2020 Standard Bank Young Artist (SBYA) for Visual Art, Blessing Ngobeni, has been compared to Miró, Basquiat, and even Picasso. The dreamlike (or nightmarish) quality of his canvasses also suggests surrealist roots. His more direct local artistic lineage, however, might include the likes of Dumile Feni — not only for his twisted figures and complex flattened compositions, but also for the way in which he managed to express the connection between impersonal political systems and individual pain. Or you might even see echoes of Norman Catherine, whose bold colour palette and combination of eerie distortion and dark humour animate almost cartoonish figures charged with base motivations. None of them is off the mark, but, as Ngobeni himself points out, the more people you’re compared to, the less you’re actually like anyone else.
Individuality and independence are cornerstones of Ngobeni’s character as much as of his art, and much has been made of the way in which his discovery of art in many ways rescued him from a depressing destiny of crime and prison time (more on this later.)
While elements of that narrative might be accurate enough, what’s at stake in Ngobeni’s work has much broader significance as the personal unfolds into the political. One of the most important aspects of his art, he says, is its search for a modern South African aesthetic: a way of looking forward; of freeing oneself from the past; of being truly oneself.
In the broadest sense, his work critiques the ongoing oppressions and corruptions of post-democratic SA. He’s disillusioned with what he calls the “dumpsite” of democracy, which he worries has failed to overcome the inequalities of the past, and may even perpetuate them. He’s as disillusioned with the entitlement of the born-frees as with the predetermined and limiting patterns of progress that conventional education seems to lay out as a model of advancement.
“We need something new,” he says. Art, for him, has the power to break down walls, explode conventional categories, and jettison the “lies about our history”.
The style he has developed — neither abstract nor figurative — doesn’t fall into conventional art-historical categories. “I call them non-existing figures of humans,” he says of the human and anthropomorphic characters that populate his canvasses.
As much as his compositions refuse a single point of perspective, the images he creates don’t represent a single emotion, event, or point of view, either. There can be moments of rage and comedy right up against each other. “The anger the happiness, the love, the struggle of the political landscape in Africa… are fused in one thing,” he says.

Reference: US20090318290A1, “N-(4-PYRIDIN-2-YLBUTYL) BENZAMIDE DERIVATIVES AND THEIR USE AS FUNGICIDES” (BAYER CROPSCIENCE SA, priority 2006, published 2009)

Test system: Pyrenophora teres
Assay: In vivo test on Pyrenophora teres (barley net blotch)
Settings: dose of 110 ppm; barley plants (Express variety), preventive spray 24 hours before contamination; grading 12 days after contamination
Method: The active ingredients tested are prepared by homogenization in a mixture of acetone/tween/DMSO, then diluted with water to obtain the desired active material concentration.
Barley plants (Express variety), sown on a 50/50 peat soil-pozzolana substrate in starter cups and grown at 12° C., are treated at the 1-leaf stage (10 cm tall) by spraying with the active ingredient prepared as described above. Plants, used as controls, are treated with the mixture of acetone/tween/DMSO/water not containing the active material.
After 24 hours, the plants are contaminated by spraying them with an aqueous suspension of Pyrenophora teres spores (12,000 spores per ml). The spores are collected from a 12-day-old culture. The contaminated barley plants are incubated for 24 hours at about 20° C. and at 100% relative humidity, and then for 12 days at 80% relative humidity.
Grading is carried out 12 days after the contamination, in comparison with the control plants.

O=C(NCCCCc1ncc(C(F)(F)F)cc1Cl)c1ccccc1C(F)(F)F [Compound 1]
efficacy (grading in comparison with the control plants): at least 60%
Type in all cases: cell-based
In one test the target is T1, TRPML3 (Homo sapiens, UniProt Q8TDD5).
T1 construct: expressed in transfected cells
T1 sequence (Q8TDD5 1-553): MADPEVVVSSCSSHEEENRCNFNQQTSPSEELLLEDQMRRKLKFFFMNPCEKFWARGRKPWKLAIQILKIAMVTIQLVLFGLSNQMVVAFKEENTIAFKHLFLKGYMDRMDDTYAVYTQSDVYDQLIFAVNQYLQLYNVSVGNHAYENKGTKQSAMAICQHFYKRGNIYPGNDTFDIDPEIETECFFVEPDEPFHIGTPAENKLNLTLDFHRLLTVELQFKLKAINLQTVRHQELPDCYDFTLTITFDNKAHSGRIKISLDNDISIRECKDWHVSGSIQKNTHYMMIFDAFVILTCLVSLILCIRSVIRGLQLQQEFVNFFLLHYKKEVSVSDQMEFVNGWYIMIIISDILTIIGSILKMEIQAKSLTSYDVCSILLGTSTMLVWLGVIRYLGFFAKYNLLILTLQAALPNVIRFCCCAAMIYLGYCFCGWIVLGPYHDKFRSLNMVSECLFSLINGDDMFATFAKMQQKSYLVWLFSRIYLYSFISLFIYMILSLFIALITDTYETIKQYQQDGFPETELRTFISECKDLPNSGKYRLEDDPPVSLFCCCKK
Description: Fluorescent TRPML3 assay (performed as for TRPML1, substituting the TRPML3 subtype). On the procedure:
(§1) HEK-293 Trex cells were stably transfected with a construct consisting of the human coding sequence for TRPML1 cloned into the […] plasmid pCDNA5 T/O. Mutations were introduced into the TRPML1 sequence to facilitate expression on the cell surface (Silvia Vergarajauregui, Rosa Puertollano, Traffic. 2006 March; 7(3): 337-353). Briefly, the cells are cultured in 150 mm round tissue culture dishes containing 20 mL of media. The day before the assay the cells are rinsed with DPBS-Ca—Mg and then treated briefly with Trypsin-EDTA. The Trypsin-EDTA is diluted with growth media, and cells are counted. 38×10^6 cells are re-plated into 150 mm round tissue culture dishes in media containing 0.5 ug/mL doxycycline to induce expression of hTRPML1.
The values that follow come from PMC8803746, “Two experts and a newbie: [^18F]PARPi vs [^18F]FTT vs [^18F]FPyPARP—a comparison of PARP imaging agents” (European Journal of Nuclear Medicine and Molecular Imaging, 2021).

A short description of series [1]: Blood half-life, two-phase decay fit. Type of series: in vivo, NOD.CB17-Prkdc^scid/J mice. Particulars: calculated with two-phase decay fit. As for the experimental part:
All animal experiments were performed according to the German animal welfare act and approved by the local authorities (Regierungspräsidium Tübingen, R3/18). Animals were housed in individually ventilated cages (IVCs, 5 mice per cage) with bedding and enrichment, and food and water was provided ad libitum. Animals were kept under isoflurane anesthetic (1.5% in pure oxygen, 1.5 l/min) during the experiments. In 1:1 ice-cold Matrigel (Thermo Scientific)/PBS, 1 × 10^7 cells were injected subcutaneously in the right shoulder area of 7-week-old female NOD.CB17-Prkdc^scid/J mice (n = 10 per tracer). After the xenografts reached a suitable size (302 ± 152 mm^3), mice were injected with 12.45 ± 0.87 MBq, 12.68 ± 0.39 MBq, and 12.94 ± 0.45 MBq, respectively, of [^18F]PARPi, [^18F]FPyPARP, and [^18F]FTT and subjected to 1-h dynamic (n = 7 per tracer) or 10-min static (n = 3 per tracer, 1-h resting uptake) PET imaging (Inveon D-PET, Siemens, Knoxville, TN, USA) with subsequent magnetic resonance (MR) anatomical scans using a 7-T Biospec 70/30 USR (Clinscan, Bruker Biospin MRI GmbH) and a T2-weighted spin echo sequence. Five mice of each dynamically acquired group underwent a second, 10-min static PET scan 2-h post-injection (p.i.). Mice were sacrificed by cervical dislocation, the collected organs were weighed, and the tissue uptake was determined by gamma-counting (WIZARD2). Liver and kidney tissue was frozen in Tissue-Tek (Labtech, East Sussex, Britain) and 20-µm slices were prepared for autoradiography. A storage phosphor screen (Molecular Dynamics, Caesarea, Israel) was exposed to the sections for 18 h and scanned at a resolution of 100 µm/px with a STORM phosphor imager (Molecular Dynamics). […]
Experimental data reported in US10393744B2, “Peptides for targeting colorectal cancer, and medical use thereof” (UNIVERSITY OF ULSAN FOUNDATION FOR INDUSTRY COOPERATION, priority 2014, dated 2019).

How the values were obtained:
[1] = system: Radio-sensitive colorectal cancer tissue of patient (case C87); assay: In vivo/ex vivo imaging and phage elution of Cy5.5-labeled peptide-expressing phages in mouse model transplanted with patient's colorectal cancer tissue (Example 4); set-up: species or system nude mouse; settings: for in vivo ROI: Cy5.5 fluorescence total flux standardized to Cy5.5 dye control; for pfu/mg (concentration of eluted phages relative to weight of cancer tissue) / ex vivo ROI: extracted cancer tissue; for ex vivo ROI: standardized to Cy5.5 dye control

He explains another, invisible, dimension of his work. As part of his collaged elements, he often cuts out images of artworks by other artists and paints over them. “I privately collaborate with almost every artist in the world,” he explains. “What I’m trying to do there is also to visually unite these artists. This is how I honour them and respect them. And surprisingly, it’s not seen with the naked eye.”
It’s metaphor for how he deals with the relationship between the past and the future — a topic that has personal relevance for him as much as it has a broader political imperative.
The emancipatory narrative of his life has become a kind of burden, as much as he’s managed to transcend it. It’s a tale he says he’s had to trot out for just about every journalist who has ever interviewed him.
It goes like this: he was born in Tzaneen, Limpopo. His parents split up when he was very young and his mother left him in the care of an abusive uncle when he was just five years old. He ran away and lived from hand to mouth in the bush for another five years before being reunited with his mother, but ran away again, this time to Johannesburg. As a teenager, he ended up spending six years in jail after getting involved in petty crime and robbery, and that’s where he found art, through the Tsoga (Wake Up) Arts Project.
He recalls what it represented to him: “I want to be who I am, not the other person.” Art was a way for him to realise a kind of truth about himself. And now, for him, it’s become a way of finding a language or aesthetic that allows others to free their minds and become who they really are.
Awards followed, including the Reinhold Cassirer Award in 2012 and now the SBYA. The ongoing demands on him to dredge up his past, however, can be “annoying”. “Why can’t we talk about now?” he asks. One gets the sense that he’d like his childhood to be like those buried fragments on his canvasses — there, inevitably, but not the subject.
“I have to forget about it so that I can move forward,” he says. Besides, he adds, he can no longer tell his story with the rawness that he could some years ago.
“Let’s face what is today,” he says. “Let’s make a reality of today so that tomorrow our future can balance.”
• From the December edition of Wanted 2019.